The proposed rule sets additional criteria for limited excepted benefits with regard to these arrangements. Excepted benefits include certain types of coverage — e.g., accident, disability, dental, vision, short-term health policies, workers’ compensation, some FSAs, etc. and are not subject to ACA health plan rules.
Employers that wish to provide an HRA without regard to whether employees have coverage or have coverage that meets market requirements may do so if the HRA meets the following requirements:
- The HRA must not be an integral part of the plan.
- The HRA must provide limited benefits (no more than $1,800, indexed for inflation).
- The HRA may only provide reimbursement of individual premiums if they consist solely of excepted benefits or group health plan coverage that solely consists of excepted benefits – this includes short-term limited duration insurance policy premiums and COBRA premiums.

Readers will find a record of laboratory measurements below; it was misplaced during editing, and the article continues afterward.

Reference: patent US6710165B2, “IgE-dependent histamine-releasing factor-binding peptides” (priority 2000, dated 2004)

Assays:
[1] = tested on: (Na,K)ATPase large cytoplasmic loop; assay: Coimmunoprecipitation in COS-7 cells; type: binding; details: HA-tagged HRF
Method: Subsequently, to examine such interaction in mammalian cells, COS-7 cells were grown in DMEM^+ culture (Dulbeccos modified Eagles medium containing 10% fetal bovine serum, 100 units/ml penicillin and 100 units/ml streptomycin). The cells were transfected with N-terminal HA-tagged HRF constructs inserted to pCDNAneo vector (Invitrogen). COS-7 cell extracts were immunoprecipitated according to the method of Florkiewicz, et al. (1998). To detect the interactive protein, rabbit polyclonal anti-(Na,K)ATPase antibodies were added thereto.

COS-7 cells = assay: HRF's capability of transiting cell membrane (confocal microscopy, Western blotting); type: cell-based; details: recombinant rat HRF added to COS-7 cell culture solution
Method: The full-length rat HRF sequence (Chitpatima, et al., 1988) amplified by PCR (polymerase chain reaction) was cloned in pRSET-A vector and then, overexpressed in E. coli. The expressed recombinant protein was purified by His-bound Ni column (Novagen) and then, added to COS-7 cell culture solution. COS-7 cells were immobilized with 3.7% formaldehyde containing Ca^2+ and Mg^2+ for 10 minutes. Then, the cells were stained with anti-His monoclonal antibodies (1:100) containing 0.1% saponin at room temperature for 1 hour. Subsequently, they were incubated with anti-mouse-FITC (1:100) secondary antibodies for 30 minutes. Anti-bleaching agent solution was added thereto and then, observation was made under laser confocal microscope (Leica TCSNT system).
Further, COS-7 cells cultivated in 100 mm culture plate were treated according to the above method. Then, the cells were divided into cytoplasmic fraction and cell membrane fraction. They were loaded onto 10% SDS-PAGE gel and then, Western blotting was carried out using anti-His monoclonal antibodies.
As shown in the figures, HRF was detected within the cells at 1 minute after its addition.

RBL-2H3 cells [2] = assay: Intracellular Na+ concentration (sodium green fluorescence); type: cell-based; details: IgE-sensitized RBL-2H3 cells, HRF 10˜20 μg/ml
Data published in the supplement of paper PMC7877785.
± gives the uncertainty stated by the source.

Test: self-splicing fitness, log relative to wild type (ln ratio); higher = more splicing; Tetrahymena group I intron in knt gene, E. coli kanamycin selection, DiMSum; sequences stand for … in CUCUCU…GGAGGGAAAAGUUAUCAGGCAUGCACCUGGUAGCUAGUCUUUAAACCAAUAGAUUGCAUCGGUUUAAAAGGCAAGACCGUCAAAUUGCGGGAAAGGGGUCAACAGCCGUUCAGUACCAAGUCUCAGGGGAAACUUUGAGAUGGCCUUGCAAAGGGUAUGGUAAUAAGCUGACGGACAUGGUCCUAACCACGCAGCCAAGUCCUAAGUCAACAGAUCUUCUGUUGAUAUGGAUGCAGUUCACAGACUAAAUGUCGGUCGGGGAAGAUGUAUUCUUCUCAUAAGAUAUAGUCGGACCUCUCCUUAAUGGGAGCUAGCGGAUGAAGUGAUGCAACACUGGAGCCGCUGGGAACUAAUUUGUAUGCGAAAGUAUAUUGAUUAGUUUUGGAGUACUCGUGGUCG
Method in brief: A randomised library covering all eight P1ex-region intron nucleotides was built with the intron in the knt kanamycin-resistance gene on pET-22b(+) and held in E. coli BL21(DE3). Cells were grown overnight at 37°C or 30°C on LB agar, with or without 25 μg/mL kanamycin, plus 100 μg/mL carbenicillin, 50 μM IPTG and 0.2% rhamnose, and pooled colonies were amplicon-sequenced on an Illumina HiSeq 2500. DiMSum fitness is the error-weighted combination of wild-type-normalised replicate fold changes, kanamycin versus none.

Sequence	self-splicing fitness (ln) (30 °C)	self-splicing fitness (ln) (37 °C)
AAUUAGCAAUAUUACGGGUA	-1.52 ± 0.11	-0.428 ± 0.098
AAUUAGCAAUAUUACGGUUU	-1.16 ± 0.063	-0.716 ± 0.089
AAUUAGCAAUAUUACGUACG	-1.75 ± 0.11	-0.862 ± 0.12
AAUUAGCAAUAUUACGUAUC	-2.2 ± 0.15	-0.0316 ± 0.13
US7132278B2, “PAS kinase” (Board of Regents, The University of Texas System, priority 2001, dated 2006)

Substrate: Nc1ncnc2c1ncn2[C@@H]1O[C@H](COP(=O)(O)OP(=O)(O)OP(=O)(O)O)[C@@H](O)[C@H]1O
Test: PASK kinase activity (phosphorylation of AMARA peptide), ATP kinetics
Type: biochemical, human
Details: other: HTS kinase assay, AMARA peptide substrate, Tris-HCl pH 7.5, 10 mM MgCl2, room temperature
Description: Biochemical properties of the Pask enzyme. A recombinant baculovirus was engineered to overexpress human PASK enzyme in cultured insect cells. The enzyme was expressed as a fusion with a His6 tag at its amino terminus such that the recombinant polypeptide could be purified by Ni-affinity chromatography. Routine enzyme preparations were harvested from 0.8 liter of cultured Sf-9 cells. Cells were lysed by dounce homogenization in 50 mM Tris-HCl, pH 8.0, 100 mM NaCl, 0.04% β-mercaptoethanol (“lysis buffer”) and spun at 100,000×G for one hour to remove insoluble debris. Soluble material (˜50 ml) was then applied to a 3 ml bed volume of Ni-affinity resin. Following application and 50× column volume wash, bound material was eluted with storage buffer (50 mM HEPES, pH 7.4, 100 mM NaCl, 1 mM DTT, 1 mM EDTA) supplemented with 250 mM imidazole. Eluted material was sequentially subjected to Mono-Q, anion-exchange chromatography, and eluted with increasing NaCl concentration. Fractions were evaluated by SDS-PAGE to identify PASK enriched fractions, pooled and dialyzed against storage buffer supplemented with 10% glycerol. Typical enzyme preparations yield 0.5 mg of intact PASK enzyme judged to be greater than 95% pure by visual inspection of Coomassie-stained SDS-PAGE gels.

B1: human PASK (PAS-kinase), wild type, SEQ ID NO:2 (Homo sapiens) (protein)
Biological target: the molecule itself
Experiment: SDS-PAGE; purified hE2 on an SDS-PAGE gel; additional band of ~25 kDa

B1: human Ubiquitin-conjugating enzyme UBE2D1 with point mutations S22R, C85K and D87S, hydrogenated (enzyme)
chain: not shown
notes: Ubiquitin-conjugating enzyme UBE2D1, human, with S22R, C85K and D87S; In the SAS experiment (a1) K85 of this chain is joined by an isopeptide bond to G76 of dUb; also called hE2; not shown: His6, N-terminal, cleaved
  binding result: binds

- The HRA must be made available to all similarly situated individuals.
Effect on Premium Tax Credits
Under the ACA, premium tax credits are available only to those who buy individual insurance coverage through the exchange, have no offer of minimum essential coverage or whose offer is not affordable, and meet the income requirements for subsidization of premiums. Therefore, an individual covered by an HRA integrated with individual health coverage would be ineligible for a premium tax credit unless it is an excepted benefit.
If the HRA with individual coverage were unaffordable, the employee would be eligible for a PTC provided they meet all other criteria. The Departments lay out a new calculation to determine affordability.